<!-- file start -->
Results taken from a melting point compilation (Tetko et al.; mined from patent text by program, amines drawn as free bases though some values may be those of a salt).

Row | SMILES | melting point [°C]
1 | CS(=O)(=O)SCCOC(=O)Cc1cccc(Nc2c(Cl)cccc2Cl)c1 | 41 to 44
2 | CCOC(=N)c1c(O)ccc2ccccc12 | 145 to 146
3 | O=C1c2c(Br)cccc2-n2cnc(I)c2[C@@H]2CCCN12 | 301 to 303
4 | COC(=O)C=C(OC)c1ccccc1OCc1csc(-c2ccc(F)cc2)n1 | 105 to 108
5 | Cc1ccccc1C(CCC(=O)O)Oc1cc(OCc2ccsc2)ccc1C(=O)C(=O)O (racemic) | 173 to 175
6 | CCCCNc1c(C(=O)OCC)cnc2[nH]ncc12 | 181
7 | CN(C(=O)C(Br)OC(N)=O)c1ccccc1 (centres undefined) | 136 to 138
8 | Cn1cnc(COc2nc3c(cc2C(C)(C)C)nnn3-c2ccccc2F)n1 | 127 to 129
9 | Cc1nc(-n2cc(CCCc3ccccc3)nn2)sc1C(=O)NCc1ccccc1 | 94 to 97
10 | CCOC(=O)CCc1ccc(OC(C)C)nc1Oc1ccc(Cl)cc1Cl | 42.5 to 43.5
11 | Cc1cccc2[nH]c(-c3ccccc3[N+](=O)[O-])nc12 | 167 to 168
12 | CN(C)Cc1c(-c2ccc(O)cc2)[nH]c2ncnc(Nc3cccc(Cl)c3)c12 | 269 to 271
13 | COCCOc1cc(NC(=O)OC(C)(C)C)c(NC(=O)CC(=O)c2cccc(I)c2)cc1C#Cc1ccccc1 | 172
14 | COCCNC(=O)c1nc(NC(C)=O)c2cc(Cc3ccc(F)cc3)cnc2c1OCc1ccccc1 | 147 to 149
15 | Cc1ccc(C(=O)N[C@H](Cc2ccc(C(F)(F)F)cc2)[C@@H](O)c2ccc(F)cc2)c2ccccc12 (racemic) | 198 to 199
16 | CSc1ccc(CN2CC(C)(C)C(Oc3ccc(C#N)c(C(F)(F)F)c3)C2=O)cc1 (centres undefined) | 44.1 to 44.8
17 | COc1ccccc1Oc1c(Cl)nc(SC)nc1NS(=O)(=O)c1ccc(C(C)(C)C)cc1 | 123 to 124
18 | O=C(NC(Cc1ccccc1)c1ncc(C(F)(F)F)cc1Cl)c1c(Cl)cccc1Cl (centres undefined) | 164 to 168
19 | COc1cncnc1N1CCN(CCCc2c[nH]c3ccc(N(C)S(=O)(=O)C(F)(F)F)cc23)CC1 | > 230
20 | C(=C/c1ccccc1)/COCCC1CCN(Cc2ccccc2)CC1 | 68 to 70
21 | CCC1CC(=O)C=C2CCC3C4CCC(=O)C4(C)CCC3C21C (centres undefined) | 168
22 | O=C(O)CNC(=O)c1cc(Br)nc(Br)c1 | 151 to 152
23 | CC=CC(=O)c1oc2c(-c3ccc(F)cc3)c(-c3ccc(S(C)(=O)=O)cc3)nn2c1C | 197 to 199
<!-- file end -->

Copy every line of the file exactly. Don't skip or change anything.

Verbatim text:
Results taken from a melting point compilation (Tetko et al.; mined from patent text by program, amines drawn as free bases though some values may be those of a salt).

Row | SMILES | melting point [°C]
1 | CS(=O)(=O)SCCOC(=O)Cc1cccc(Nc2c(Cl)cccc2Cl)c1 | 41 to 44
2 | CCOC(=N)c1c(O)ccc2ccccc12 | 145 to 146
3 | O=C1c2c(Br)cccc2-n2cnc(I)c2[C@@H]2CCCN12 | 301 to 303
4 | COC(=O)C=C(OC)c1ccccc1OCc1csc(-c2ccc(F)cc2)n1 | 105 to 108
5 | Cc1ccccc1C(CCC(=O)O)Oc1cc(OCc2ccsc2)ccc1C(=O)C(=O)O (racemic) | 173 to 175
6 | CCCCNc1c(C(=O)OCC)cnc2[nH]ncc12 | 181
7 | CN(C(=O)C(Br)OC(N)=O)c1ccccc1 (centres undefined) | 136 to 138
8 | Cn1cnc(COc2nc3c(cc2C(C)(C)C)nnn3-c2ccccc2F)n1 | 127 to 129
9 | Cc1nc(-n2cc(CCCc3ccccc3)nn2)sc1C(=O)NCc1ccccc1 | 94 to 97
10 | CCOC(=O)CCc1ccc(OC(C)C)nc1Oc1ccc(Cl)cc1Cl | 42.5 to 43.5
11 | Cc1cccc2[nH]c(-c3ccccc3[N+](=O)[O-])nc12 | 167 to 168
12 | CN(C)Cc1c(-c2ccc(O)cc2)[nH]c2ncnc(Nc3cccc(Cl)c3)c12 | 269 to 271
13 | COCCOc1cc(NC(=O)OC(C)(C)C)c(NC(=O)CC(=O)c2cccc(I)c2)cc1C#Cc1ccccc1 | 172
14 | COCCNC(=O)c1nc(NC(C)=O)c2cc(Cc3ccc(F)cc3)cnc2c1OCc1ccccc1 | 147 to 149
15 | Cc1ccc(C(=O)N[C@H](Cc2ccc(C(F)(F)F)cc2)[C@@H](O)c2ccc(F)cc2)c2ccccc12 (racemic) | 198 to 199
16 | CSc1ccc(CN2CC(C)(C)C(Oc3ccc(C#N)c(C(F)(F)F)c3)C2=O)cc1 (centres undefined) | 44.1 to 44.8
17 | COc1ccccc1Oc1c(Cl)nc(SC)nc1NS(=O)(=O)c1ccc(C(C)(C)C)cc1 | 123 to 124
18 | O=C(NC(Cc1ccccc1)c1ncc(C(F)(F)F)cc1Cl)c1c(Cl)cccc1Cl (centres undefined) | 164 to 168
19 | COc1cncnc1N1CCN(CCCc2c[nH]c3ccc(N(C)S(=O)(=O)C(F)(F)F)cc23)CC1 | > 230
20 | C(=C/c1ccccc1)/COCCC1CCN(Cc2ccccc2)CC1 | 68 to 70
21 | CCC1CC(=O)C=C2CCC3C4CCC(=O)C4(C)CCC3C21C (centres undefined) | 168
22 | O=C(O)CNC(=O)c1cc(Br)nc(Br)c1 | 151 to 152
23 | CC=CC(=O)c1oc2c(-c3ccc(F)cc3)c(-c3ccc(S(C)(=O)=O)cc3)nn2c1C | 197 to 199